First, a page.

Someday we will have to say goodbye to Scully, but hopefully there will be a couple more seasons left with him serving as narrator before we have to. While any inning of Scully is a good inning, here he is this season beautifully narrating the fight (and subsequent benches-clearing brawl) between Zack Greinke and Carlos Quentin.
Best reminder that fun is good: Yasiel Puig
One of the most exciting players to watch this season was rookie outfielder Yasiel Puig, who joined the Dodgers in June. Puig is divisive; some perceive him as showboat player with no respect for the game, but his ability is irrefutable. Sure, there were times when his inexperience and enthusiasm got him in trouble on the base paths or at the plate, but the truth is that his exuberance and gratuitous bat-flips are good for baseball (if not always good baseball).
Puig made his debut in June, and in his first 26 games he led the majors with a .436 batting average, .467 on-base percentage, and .713 slugging percentage. His 44 hits were the second most all time for a rookie in their first month of the game, behind only Joe DiMaggio (48 hits in May of 1936). One of his best moments came in his first game in the majors. Puig caught a long fly ball by the right-field fence for the second out in the ninth, and then made a powerful throw from the wall to Adrian Gonzalez at first base to pick off Chris Denorifia to end the game, authoritatively announcing his arrival to the majors. (And it's another good Vin Scully call as well.)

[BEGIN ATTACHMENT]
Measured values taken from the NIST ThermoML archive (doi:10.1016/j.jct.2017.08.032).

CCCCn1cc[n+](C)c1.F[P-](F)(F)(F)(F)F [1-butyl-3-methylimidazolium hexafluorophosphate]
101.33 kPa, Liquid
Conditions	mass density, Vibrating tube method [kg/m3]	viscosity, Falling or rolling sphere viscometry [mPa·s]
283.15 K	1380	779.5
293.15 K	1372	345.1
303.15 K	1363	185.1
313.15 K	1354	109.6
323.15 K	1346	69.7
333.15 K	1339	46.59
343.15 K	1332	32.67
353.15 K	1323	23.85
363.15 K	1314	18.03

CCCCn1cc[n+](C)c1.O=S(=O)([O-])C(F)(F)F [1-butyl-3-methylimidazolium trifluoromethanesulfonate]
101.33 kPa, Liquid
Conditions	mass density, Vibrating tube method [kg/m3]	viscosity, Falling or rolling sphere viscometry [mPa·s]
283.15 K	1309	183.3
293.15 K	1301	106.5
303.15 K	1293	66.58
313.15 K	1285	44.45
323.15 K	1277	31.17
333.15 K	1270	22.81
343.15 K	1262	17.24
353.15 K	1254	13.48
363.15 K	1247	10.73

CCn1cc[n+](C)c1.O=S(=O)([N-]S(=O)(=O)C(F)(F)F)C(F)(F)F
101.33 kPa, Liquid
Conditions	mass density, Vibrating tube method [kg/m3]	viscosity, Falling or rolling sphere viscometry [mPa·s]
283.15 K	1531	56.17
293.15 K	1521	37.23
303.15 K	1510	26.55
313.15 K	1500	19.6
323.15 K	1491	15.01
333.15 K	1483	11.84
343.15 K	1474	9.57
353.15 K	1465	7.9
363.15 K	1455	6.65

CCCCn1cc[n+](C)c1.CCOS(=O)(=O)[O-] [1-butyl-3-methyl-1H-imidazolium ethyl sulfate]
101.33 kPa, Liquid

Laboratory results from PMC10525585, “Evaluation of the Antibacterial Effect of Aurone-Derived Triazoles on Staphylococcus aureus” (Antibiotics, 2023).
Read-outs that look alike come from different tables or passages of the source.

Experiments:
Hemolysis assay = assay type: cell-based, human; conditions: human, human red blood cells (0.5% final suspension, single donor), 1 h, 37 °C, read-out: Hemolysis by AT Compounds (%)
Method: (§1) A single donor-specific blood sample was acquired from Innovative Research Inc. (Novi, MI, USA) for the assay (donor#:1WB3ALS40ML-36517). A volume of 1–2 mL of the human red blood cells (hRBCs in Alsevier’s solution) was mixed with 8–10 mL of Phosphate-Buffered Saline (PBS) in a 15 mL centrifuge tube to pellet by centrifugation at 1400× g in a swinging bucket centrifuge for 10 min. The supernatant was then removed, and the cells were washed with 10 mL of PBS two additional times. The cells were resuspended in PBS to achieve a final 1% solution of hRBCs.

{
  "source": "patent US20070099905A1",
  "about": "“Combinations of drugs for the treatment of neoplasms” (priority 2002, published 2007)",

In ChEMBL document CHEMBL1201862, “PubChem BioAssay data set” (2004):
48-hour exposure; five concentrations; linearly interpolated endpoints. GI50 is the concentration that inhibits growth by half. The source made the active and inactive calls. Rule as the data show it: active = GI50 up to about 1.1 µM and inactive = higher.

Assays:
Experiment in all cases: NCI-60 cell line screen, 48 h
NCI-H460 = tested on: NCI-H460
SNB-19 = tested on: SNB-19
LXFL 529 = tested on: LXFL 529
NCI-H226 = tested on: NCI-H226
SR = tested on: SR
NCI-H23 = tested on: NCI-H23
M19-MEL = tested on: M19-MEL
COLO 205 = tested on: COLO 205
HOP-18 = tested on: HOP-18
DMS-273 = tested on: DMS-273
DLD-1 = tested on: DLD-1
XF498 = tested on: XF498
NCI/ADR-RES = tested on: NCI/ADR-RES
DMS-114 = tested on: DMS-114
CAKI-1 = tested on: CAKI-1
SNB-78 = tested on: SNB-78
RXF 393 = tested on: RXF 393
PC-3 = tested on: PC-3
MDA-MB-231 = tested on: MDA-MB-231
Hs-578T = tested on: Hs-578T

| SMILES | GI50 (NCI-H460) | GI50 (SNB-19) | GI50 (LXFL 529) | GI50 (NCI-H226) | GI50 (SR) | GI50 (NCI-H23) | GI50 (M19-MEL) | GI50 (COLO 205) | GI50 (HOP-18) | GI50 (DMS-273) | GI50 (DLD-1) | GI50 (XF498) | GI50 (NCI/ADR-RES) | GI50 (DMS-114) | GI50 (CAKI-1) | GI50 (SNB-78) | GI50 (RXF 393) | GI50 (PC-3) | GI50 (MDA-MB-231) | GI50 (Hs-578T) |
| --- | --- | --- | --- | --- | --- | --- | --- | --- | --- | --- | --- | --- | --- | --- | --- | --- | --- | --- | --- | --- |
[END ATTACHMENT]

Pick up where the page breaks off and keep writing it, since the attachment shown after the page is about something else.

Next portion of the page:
Best one-true outcome on the basepaths: Billy Hamilton